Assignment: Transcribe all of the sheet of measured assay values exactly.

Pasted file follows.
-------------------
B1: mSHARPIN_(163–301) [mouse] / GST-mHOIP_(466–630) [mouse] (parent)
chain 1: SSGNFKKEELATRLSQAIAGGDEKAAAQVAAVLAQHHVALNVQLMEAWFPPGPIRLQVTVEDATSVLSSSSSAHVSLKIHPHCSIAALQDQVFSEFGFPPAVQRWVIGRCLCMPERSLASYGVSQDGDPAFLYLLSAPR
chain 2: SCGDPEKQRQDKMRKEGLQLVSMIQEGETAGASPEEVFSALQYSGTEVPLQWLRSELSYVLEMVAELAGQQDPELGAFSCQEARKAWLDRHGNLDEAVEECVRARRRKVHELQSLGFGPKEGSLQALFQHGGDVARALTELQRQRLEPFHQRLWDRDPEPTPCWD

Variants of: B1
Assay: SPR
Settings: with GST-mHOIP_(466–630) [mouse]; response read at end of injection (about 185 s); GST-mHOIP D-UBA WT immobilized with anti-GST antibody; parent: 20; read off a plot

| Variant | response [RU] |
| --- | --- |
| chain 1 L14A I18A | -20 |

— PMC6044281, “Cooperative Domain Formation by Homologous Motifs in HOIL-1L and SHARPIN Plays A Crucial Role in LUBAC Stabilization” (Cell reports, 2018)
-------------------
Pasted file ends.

B1: mSHARPIN_(163–301) [mouse] / GST-mHOIP_(466–630) [mouse] (parent)
chain 1: SSGNFKKEELATRLSQAIAGGDEKAAAQVAAVLAQHHVALNVQLMEAWFPPGPIRLQVTVEDATSVLSSSSSAHVSLKIHPHCSIAALQDQVFSEFGFPPAVQRWVIGRCLCMPERSLASYGVSQDGDPAFLYLLSAPR
chain 2: SCGDPEKQRQDKMRKEGLQLVSMIQEGETAGASPEEVFSALQYSGTEVPLQWLRSELSYVLEMVAELAGQQDPELGAFSCQEARKAWLDRHGNLDEAVEECVRARRRKVHELQSLGFGPKEGSLQALFQHGGDVARALTELQRQRLEPFHQRLWDRDPEPTPCWD

Variants of: B1
Assay: SPR
Settings: with GST-mHOIP_(466–630) [mouse]; response read at end of injection (about 185 s); GST-mHOIP D-UBA WT immobilized with anti-GST antibody; parent: 20; read off a plot

| Variant | response [RU] |
| --- | --- |
| chain 1 L14A I18A | -20 |

— PMC6044281, “Cooperative Domain Formation by Homologous Motifs in HOIL-1L and SHARPIN Plays A Crucial Role in LUBAC Stabilization” (Cell reports, 2018)